Jean Piaget: lived from 1896-1980. He was a biologist who grew up in Europe. That fact that he was an only child could be the reason that his theory emphasizes children as individuals who are active learners trying to solve problems and experiment. Piaget moved onto the study of understanding children’s development through observing them, talking and listening to children while the carried out activities and exercises he set out for them. Piaget’s main insight was the role of maturation which is them just simply growing up in their capacity to understanding the world which they are living. He saw that children cannot take certain tasks until they are fully matured enough to do so.
Piaget proposed that children’s thinking does not develop smoothly. Instead he saw that there are certain points at which their development takes off and moves into completely new areas and capabilities.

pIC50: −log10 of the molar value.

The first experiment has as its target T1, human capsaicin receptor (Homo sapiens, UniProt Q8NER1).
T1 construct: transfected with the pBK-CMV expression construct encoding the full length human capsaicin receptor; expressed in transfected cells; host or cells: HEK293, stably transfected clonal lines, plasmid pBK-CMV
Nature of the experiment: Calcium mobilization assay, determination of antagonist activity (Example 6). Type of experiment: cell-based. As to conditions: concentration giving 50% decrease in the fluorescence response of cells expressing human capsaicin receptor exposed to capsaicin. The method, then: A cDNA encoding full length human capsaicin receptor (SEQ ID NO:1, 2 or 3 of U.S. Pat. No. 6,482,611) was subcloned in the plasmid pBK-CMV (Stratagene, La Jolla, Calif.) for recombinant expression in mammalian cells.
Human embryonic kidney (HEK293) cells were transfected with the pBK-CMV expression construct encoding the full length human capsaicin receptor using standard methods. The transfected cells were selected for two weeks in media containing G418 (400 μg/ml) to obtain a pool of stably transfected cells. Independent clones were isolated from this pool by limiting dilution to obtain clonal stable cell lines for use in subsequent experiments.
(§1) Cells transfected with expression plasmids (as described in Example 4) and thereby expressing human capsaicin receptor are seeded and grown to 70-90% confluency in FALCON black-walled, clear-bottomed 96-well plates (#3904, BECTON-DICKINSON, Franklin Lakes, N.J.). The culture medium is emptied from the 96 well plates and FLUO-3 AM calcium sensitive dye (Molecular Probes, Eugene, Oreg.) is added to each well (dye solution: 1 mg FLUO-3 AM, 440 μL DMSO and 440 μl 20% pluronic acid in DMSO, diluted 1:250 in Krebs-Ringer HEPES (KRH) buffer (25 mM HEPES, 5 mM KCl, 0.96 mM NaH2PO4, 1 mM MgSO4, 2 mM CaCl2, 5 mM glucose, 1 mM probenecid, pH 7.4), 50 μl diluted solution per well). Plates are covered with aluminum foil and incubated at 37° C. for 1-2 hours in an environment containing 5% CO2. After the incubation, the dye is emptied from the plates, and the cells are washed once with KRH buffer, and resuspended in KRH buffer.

These transitions he saw taking place at around 18 months, 7 years old and or 11 years. Piaget saw that no matter how bright children are before these ages; children are not capable of understanding things in certain ways. This theory has always been used as basis for scheduling the school curriculum.
B.F. Skinner who lived from 1905- 1990 was a behavioral psychologist. He worked in the US. Skinner’s main theory was that reinforcement and punishment molds behavior. This means children are conditioned by their experiences. Skinner maintained that learning occurred as a result of the organism responding to, or operating on, its environment. He did a wide research with animals, mostly rats and pigeons, and invented the famous Skinner box, in which a rat learns to press a lever in order to obtain food Skinner again experimented with rats to show how negative reinforcement can also strengthen behaviour. Skinner placed the rat inside the box and sent electric current into the box, as the rat moved around the box it would knock the lever by accident and the...
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